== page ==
For those who don’t know my day job is an engineer in manufacturing. I have been in the industry for about 10 years at the time of writing this and learned a lot during my time. One of the main lessons I learned was from a project at my last job that involved a large automotive battery tray. This tray utilized new technologies and processes our company was still learning. We made prototypes for our customer in a way that was differently planned than how we wanted to make the production parts. This led to huge problems during our initial production runs which caused me a lot of headaches.

I carried that lesson from my day job to GondekEDC. We always prototype all our products (metal and non-metal) to make sure they can be produced to our high standards in an efficient manner. There have been times where this was very productive such as with the Reaper. The initial design did not work well in pulling out nails and the design needed to be modified for the product to function as intended.

When it came to our EDC friction folder prototyping wasn’t even a question and we kicked off two metal prototypes about a month ago. These were to be built exactly like the production ones using titanium for the scales and sv35 for the blade. When we received these prototypes, they looked amazing but there were some initial fitting issues with the pivot and the newly added backspacer. The pivot holes in the scales were about 0.001”- 0.002” too small (about ½ the width of a human hair). This is a simple machining change but good to catch now to make the required changes. The backspacer fits but it’s a little too snug and we prefer it to be easier for assembly. A little more clearance will be added to that component as well. The lesson learned on this one is to send a few assembly components to the machine shop to try the fit in order to catch this even sooner.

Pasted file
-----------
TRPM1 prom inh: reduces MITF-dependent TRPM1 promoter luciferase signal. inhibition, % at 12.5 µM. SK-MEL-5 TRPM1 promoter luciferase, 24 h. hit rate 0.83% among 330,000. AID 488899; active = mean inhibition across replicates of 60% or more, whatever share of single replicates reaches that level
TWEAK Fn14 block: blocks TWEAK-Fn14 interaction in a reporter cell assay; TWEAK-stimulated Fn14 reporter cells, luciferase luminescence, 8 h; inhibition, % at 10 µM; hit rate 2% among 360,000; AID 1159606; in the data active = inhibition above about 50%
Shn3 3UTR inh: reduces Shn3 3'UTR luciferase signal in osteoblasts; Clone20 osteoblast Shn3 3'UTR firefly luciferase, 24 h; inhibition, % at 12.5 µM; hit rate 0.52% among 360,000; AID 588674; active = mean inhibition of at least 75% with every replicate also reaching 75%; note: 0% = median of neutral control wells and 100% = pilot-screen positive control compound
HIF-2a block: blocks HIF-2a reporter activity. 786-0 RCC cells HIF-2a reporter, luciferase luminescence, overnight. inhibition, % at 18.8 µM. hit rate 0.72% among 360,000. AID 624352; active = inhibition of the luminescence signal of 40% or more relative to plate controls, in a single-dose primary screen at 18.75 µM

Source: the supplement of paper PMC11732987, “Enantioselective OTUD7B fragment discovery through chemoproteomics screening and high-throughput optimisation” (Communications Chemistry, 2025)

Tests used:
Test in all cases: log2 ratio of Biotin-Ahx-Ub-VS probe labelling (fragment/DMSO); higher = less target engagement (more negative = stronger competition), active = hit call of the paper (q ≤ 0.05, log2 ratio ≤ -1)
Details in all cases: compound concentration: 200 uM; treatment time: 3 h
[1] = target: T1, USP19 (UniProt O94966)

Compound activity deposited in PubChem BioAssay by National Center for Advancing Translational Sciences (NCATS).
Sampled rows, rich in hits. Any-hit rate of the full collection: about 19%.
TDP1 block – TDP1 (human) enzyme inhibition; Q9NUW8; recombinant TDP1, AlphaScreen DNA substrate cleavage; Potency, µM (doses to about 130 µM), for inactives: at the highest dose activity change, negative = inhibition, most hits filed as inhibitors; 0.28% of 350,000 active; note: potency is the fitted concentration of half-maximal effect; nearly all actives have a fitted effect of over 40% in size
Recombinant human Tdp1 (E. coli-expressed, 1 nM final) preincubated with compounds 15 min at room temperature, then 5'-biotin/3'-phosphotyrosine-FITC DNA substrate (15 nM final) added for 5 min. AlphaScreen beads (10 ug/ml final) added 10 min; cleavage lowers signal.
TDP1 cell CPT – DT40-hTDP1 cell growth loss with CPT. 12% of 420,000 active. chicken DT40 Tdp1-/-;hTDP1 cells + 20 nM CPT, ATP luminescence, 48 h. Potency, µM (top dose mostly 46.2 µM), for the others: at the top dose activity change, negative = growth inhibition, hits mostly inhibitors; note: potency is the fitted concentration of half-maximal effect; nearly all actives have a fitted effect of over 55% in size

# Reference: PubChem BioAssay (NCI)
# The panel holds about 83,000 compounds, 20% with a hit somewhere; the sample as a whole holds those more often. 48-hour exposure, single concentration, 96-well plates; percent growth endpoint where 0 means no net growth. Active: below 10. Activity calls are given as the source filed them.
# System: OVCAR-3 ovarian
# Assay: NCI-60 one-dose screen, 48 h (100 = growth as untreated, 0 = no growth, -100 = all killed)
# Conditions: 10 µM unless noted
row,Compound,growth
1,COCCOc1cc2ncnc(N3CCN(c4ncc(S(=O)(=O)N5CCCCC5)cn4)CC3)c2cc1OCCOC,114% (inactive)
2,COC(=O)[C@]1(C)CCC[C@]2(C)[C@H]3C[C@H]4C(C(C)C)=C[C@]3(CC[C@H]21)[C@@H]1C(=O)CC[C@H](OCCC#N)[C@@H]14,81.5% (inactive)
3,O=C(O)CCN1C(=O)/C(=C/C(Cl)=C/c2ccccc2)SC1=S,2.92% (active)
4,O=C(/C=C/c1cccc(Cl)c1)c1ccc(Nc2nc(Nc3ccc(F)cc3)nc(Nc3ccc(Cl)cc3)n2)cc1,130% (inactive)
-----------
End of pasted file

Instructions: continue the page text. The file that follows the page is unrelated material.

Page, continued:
These are very small changes but finding them out earlier than later will save time and money in this project. That allows a smoother release when the time comes and the ability to make it as affordable as possible. The next steps are to purchase a reamer to open the holes slightly, finish the blade, and send it to heat treat. If all goes well, we plan on selling one of them as an early release! Still about a month or so from that point but we are continuing to make progress.

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As an engineer, I have always been interested in 3D printing. My love for it started at my first job out of school. I used plastic 3D printers for part prototypes, functional stands for machining, and even a replacement part for someone’s snowblower. I moved to metal printing of tooling components in order to perform complex geometries not possible with conventional machining.

My love for printing did not stop and has continued to grow over the years. At GondekEDC we have a small desktop plastic printer (Ender Pro) that is used for part prototypes, stands, and of course the Hamilton Hank holder. Last year this expanded even the future to 3D printed lanyard beads in steel. This was our first venture into metal 3D printing and was a great success.